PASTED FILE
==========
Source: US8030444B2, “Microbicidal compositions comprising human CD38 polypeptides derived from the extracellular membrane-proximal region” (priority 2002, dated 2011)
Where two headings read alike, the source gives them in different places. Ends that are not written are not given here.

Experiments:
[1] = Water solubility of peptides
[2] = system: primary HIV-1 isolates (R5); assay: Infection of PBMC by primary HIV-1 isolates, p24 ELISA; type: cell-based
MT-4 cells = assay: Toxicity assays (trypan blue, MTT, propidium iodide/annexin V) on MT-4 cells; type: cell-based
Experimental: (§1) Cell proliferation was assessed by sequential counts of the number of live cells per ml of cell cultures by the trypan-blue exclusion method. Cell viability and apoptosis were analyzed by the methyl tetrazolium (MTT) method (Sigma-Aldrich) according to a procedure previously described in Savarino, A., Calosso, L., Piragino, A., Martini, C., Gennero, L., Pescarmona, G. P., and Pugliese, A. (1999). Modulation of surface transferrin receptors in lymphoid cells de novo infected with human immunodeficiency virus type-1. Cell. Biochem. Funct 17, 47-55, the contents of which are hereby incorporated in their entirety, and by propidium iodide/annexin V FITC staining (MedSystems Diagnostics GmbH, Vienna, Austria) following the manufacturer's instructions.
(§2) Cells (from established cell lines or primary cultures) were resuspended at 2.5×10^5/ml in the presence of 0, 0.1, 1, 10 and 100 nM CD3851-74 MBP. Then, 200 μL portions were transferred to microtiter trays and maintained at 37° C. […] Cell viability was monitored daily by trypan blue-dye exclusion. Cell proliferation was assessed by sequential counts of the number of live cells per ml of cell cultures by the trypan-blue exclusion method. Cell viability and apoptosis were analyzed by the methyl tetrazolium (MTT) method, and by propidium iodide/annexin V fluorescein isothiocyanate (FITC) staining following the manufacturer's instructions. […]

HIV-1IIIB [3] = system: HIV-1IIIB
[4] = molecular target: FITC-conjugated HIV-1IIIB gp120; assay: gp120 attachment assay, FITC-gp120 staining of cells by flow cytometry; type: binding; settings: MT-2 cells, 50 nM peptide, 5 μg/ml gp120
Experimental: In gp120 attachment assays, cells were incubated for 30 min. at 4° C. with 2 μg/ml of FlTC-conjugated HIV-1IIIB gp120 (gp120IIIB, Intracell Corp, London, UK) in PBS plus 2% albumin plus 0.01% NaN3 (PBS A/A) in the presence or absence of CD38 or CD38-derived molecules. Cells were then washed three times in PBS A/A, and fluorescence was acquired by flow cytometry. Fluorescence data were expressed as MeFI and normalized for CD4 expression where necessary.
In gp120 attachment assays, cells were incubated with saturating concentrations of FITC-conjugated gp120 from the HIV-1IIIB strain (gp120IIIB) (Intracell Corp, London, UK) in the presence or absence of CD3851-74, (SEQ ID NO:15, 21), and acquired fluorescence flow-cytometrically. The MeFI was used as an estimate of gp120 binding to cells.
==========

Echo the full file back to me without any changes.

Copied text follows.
Source: US8030444B2, “Microbicidal compositions comprising human CD38 polypeptides derived from the extracellular membrane-proximal region” (priority 2002, dated 2011)
Where two headings read alike, the source gives them in different places. Ends that are not written are not given here.

Experiments:
[1] = Water solubility of peptides
[2] = system: primary HIV-1 isolates (R5); assay: Infection of PBMC by primary HIV-1 isolates, p24 ELISA; type: cell-based
MT-4 cells = assay: Toxicity assays (trypan blue, MTT, propidium iodide/annexin V) on MT-4 cells; type: cell-based
Experimental: (§1) Cell proliferation was assessed by sequential counts of the number of live cells per ml of cell cultures by the trypan-blue exclusion method. Cell viability and apoptosis were analyzed by the methyl tetrazolium (MTT) method (Sigma-Aldrich) according to a procedure previously described in Savarino, A., Calosso, L., Piragino, A., Martini, C., Gennero, L., Pescarmona, G. P., and Pugliese, A. (1999). Modulation of surface transferrin receptors in lymphoid cells de novo infected with human immunodeficiency virus type-1. Cell. Biochem. Funct 17, 47-55, the contents of which are hereby incorporated in their entirety, and by propidium iodide/annexin V FITC staining (MedSystems Diagnostics GmbH, Vienna, Austria) following the manufacturer's instructions.
(§2) Cells (from established cell lines or primary cultures) were resuspended at 2.5×10^5/ml in the presence of 0, 0.1, 1, 10 and 100 nM CD3851-74 MBP. Then, 200 μL portions were transferred to microtiter trays and maintained at 37° C. […] Cell viability was monitored daily by trypan blue-dye exclusion. Cell proliferation was assessed by sequential counts of the number of live cells per ml of cell cultures by the trypan-blue exclusion method. Cell viability and apoptosis were analyzed by the methyl tetrazolium (MTT) method, and by propidium iodide/annexin V fluorescein isothiocyanate (FITC) staining following the manufacturer's instructions. […]

HIV-1IIIB [3] = system: HIV-1IIIB
[4] = molecular target: FITC-conjugated HIV-1IIIB gp120; assay: gp120 attachment assay, FITC-gp120 staining of cells by flow cytometry; type: binding; settings: MT-2 cells, 50 nM peptide, 5 μg/ml gp120
Experimental: In gp120 attachment assays, cells were incubated for 30 min. at 4° C. with 2 μg/ml of FlTC-conjugated HIV-1IIIB gp120 (gp120IIIB, Intracell Corp, London, UK) in PBS plus 2% albumin plus 0.01% NaN3 (PBS A/A) in the presence or absence of CD38 or CD38-derived molecules. Cells were then washed three times in PBS A/A, and fluorescence was acquired by flow cytometry. Fluorescence data were expressed as MeFI and normalized for CD4 expression where necessary.
In gp120 attachment assays, cells were incubated with saturating concentrations of FITC-conjugated gp120 from the HIV-1IIIB strain (gp120IIIB) (Intracell Corp, London, UK) in the presence or absence of CD3851-74, (SEQ ID NO:15, 21), and acquired fluorescence flow-cytometrically. The MeFI was used as an estimate of gp120 binding to cells.